- CACS Activities, 2005-2006. The work of the CACS subcommittees resulted in a new CACS website, with links to several campus resources; a proposal for a Leadership Academy to address the projected need for MSOs and assistant deans in the near future; two focus group meetings in the fall, one of which addressed misperceptions on advancement, the other, faculty-staff relations; a Career Development Forum in the fall; and two Neighborhood Meetings in the spring. These efforts were largely tied to the committee's concern to find specific ways to address those recurrent issues that had surfaced over the past years since CACS was first formed.
- CACS Town Hall Meetings, 2003-2004 and 2004-2005. CACS teamed with UCI Staff Assembly to hold neighborhood meetings with staff who had less than 5 years, 5-15 years, and more than 15 years of service. CACS was interested in hearing about what influenced these groups of staff to seek employment at UCI, what elements of their work encouraged them to stay and build their careers at UCI, and what UCI does well and can improve.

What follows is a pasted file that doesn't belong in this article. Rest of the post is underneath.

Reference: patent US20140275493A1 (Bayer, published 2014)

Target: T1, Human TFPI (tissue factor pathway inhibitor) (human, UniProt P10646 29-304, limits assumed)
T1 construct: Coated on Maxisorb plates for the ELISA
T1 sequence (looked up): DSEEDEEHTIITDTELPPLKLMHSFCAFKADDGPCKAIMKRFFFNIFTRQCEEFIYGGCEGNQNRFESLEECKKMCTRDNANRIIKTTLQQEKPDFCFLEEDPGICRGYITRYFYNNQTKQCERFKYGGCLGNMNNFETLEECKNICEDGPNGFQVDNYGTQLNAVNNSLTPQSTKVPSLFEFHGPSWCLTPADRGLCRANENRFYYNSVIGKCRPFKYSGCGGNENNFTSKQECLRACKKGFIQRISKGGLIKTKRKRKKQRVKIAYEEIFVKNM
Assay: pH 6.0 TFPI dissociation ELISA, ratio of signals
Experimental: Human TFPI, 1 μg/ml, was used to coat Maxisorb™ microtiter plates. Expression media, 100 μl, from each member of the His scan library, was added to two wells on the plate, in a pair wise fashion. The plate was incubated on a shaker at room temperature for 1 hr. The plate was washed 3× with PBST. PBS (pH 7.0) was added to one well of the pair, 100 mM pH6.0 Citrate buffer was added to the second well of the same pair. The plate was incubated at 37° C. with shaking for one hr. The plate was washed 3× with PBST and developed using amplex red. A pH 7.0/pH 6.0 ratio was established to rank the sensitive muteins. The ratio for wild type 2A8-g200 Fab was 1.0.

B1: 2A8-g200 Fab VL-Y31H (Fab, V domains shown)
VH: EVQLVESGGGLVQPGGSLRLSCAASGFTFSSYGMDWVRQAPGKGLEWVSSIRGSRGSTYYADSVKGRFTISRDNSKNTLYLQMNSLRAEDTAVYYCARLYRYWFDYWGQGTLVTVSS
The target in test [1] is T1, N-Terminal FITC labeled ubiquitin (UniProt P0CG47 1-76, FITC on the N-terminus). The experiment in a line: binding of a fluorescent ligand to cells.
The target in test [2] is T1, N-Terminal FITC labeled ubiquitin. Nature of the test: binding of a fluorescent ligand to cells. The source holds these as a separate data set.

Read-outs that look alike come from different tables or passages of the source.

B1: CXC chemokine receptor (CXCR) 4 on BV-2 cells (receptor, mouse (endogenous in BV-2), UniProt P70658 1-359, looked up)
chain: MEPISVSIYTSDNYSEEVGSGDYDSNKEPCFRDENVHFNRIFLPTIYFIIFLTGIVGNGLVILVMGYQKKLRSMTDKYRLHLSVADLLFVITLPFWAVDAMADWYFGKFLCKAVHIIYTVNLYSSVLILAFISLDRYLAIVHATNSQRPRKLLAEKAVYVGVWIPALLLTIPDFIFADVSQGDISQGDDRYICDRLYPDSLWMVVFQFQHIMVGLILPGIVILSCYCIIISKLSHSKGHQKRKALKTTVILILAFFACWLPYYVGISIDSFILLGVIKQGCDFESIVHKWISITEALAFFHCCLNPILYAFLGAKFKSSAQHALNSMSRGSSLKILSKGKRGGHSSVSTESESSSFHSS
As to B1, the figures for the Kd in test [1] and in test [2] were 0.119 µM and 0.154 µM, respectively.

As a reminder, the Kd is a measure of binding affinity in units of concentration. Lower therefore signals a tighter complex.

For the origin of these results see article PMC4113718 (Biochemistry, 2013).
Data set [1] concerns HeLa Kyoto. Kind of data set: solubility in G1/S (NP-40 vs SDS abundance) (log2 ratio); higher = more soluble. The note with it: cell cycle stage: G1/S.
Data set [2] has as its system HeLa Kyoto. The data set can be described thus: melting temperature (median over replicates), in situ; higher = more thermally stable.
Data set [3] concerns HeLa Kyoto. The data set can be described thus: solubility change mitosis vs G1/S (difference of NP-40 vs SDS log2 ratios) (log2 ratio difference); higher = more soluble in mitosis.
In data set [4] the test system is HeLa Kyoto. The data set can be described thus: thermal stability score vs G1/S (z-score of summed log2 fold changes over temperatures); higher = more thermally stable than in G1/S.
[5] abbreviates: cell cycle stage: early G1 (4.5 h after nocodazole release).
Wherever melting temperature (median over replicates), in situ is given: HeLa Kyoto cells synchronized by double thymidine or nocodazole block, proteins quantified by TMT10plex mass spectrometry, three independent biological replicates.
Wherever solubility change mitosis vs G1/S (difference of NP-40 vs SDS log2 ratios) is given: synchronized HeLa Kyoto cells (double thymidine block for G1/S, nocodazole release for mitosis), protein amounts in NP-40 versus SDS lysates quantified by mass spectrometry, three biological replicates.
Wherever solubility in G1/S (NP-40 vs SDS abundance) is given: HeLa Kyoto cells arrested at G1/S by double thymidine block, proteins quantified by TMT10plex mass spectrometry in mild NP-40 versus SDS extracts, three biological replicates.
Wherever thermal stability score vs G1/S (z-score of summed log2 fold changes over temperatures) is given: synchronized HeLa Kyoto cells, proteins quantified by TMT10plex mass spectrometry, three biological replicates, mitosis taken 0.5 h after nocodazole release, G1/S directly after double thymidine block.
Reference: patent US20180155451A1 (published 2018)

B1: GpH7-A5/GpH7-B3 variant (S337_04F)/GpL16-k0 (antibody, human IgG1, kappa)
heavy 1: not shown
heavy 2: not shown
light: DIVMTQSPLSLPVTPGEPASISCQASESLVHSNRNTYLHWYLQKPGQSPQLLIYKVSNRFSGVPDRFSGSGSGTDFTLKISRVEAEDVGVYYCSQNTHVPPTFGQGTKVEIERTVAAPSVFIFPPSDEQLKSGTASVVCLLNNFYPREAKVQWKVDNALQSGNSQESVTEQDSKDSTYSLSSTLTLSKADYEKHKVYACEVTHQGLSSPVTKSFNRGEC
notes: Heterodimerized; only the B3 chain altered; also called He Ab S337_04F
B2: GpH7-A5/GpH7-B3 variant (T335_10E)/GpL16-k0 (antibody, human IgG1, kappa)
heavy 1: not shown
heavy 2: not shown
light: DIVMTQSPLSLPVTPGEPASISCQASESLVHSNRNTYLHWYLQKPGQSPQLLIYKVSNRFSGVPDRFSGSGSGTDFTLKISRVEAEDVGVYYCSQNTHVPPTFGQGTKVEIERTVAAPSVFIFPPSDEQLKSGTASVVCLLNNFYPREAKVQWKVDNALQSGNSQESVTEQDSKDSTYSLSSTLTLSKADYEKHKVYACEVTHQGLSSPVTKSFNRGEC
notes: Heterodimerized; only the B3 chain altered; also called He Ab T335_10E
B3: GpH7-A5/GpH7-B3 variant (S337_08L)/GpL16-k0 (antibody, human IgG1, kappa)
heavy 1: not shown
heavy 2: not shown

- CACS Town Hall Meetings, 2002-2003. The first series of town hall meetings held throughout the campus – i.e., in Physical Sciences, Biological Sciences, Social Sciences, Engineering, Humanities, Arts, University Extension, Social Ecology, Administration, Student Services, Facilities Management, Housing (one with a Spanish language translator), and the School of Medicine – solicited input from staff regarding workplace conditions and to identify key issues that affect staff performance and morale, and assisted CACS in developing its future initiatives and activities.
Staff Initiatives and Career/Professional Development
- Staff Engagement Survey, Spring 2015. A follow-up to the 2013 survey, results were shared with the campus through a town hall in January 2016.